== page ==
Arsenal are the League’s ‘top performers’ but why haven’t they met expectations whilst clubs like Norwich are overachieving?


Believe it or not, Arsenal were the best performers in the Premier League last year. According to statistical analysis, composed and interpreted by Opta Sports Data and CIES Football Observatory, Arsenal were the only side in the top 5 European leagues – England, France, Spain, Italy and Germany – that were the top performers in their division, but didn’t finish as the Champions.

Assessed on five factors – Open Play Shot (shots and attempted shots), Chance Creation (assists and key passes), Take Ons (dribbling and crosses), Distribution (passes) and Recovery (interception and tackles) – Arsenal came out best in the English Premier League and were the proud owners of three of Europe’s best players, according to the same organisations: Robin Van Persie, Cesc Fabregas and Andrei Arshavin. The latter certainly isn’t replicating the same calibre of performances that reaped him such a high value last season, afforded by the figures; but then again, neither are Arsenal.

Due to such strong performances last season and a maintained balance in relative squad quality – one player out of the Top 60 left, Fabregas, but was replaced with another, Gervinho – Arsenal were predicted to perform to a standard that “may claim a European place” but with a “high probability of performing better than expected,” according to the CIES Football Observatory, which is composed of five highly-skilled statisticians, including two doctors of sciences.

However, Arsenal sit in 5th place and are as close to a top four finish as they are to 8th placed Stoke, who were predicted to perform to a degree that “may claim a European place.” As January draws to a close, a mid-season evaluation shows that two teams are leading their respective divisions as expected – PSG and Bayern Munich – and out of their fifteen top three predictions, the Observatory have ten correct.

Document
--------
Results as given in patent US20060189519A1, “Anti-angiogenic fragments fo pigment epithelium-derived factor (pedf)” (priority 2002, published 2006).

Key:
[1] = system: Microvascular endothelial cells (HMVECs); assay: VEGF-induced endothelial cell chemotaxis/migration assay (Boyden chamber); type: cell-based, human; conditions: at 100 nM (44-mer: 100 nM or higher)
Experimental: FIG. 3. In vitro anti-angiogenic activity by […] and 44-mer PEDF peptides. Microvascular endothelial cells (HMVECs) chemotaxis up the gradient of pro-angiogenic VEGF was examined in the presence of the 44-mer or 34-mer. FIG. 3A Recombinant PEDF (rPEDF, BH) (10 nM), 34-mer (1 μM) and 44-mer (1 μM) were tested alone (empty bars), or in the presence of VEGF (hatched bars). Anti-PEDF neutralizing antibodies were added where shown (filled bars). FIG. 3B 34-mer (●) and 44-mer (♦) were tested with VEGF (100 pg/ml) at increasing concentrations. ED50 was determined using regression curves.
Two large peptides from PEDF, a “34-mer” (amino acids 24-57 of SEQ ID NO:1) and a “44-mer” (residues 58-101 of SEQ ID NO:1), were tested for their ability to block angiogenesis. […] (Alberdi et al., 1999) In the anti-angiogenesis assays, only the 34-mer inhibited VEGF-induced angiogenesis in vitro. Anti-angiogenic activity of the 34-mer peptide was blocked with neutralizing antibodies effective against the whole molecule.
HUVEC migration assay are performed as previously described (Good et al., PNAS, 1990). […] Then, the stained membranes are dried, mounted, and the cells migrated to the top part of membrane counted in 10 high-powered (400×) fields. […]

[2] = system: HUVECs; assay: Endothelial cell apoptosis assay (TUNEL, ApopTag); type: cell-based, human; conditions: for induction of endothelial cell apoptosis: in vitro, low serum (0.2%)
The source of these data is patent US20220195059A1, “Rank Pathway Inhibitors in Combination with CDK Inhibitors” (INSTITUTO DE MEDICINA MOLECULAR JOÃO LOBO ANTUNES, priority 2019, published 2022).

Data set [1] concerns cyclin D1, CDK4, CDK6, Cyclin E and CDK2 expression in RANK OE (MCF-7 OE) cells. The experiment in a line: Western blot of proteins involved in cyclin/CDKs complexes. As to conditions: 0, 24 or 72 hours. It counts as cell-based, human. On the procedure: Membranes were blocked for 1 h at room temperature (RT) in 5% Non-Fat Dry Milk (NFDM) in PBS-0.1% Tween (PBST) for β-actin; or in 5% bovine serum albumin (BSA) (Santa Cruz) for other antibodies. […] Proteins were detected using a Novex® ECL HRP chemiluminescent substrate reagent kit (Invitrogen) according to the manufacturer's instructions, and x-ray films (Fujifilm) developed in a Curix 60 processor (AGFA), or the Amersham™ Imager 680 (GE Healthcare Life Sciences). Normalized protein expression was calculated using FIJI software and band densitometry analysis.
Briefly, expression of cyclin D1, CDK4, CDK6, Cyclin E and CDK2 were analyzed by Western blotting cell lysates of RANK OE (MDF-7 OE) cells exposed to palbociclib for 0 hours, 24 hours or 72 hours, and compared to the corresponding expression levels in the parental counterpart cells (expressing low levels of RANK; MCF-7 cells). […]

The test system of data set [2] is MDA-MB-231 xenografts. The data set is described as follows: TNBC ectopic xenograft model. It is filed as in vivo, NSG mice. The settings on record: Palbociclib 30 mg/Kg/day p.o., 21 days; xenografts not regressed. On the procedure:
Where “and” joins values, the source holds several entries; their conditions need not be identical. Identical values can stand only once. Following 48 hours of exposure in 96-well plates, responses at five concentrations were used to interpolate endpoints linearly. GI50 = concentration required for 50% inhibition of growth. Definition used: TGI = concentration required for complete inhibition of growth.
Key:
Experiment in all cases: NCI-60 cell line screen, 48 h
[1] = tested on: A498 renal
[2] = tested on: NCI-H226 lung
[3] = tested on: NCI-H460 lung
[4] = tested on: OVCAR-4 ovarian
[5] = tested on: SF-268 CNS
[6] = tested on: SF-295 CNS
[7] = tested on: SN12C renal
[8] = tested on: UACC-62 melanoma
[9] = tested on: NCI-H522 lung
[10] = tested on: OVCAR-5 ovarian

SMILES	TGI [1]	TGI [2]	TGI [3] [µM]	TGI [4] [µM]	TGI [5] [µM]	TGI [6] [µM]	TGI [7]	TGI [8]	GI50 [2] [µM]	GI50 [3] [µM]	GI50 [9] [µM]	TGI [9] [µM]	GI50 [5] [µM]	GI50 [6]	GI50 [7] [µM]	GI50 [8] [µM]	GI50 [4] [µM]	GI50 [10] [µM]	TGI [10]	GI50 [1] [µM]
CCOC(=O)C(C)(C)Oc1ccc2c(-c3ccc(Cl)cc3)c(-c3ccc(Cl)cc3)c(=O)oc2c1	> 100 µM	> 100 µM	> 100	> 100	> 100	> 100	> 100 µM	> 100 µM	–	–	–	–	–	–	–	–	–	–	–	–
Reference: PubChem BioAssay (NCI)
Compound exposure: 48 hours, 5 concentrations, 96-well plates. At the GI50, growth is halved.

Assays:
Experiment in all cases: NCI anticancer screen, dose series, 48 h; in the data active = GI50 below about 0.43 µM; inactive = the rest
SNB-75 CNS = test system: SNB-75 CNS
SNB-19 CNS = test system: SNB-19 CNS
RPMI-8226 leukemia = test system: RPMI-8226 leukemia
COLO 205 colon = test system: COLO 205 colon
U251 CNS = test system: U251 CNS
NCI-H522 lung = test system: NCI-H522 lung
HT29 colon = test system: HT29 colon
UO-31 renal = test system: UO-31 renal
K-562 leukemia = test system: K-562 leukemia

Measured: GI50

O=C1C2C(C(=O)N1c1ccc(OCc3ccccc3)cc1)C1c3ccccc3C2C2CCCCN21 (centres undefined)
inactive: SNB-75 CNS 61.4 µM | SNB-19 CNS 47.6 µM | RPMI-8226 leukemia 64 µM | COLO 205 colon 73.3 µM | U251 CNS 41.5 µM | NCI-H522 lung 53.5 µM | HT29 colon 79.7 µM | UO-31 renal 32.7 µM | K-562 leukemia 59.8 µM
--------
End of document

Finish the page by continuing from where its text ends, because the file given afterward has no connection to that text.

The three expectant title winners that are so far failing to sit at the summit are: Barcelona, Chelsea and Inter Milan. The defence for two of the, so far, incorrect hypothesises – Inter & Chelsea – are cited as due to, “frequent manager changes symptomatic of the lack of a clear strategic vision and have had a negative impact on results.” Furthermore, to lend weight to Andre Villas-Boas’ school of thinking, regarding Frank Lampard, the Observatory offer a second explanation, “The ageing of several key players may also explain the current decrease in performance.” This somewhat ignores the fact that Lampard is Chelsea’s top goal-scorer in all competitions; however, it does ring true of a lacklustre Didier Drogba, who has only scored three all season.

The teams, along with Arsenal, considered to possess a “high probability of performing better than expected,” were: Wigan Athletic, FSV Mainz 05, FC Nurnberg, SSC Napoli, FC Parma, Athletic Club Bilbao, RCD Mallorca, Montpellier HSC and FC Lorient.  Montpellier are certainly performing better than expected, sitting 2nd to PSG, expectantly leading the pack, as are Parma. The Italian side were categorized as one star, meaning that they “may only avoid relegation.” However, they’re currently positioned 12th in Serie A, 7 places above their predicted finish. Contrastingly, Wigan Athletic haven’t realised their potential to perform better than expected and are instead doing what was expected, occupying the bottom of the Premier League. Secondly, neither have Napoli; despite performing admirably in the Champions League, the Italian side are two positions lower than expected in Serie A.

Special mention must go to Wolves, who somehow managed to convince statistical analysts that they “may claim a European place” this season, on the back of a 17th place finish that only spared them relegation by a point and only one summer reinforcement that’s made an impact on the starting XI: relegated Birmingham’s Roger Johnson. CIES Football Observatory states Wolves are 8 positions below expectations; instead, Sunderland occupy 10th place.

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Budding Football journalist who blogs at daily as well as writing here for ThisisFutbol and on the England fan's page. Outside of writing is more football. I work at Southampton F.C and I manage a men's football team on Saturdays.


  • Hope1 says:

    I’m sure Refs Howard Web, Mike Dean, Mike Rilely, Phil Dowd & Chris Foy had alot to do with that.
    It used to mean an etra 13 points per season for the mancs, it’s more like 23 points these days.
    Arsenal were the best team in England last season, as in 08′ and everyone knows it.

    • davi says:

      Agree – we were not great, but we were the best side; and that was largely without fabregas!

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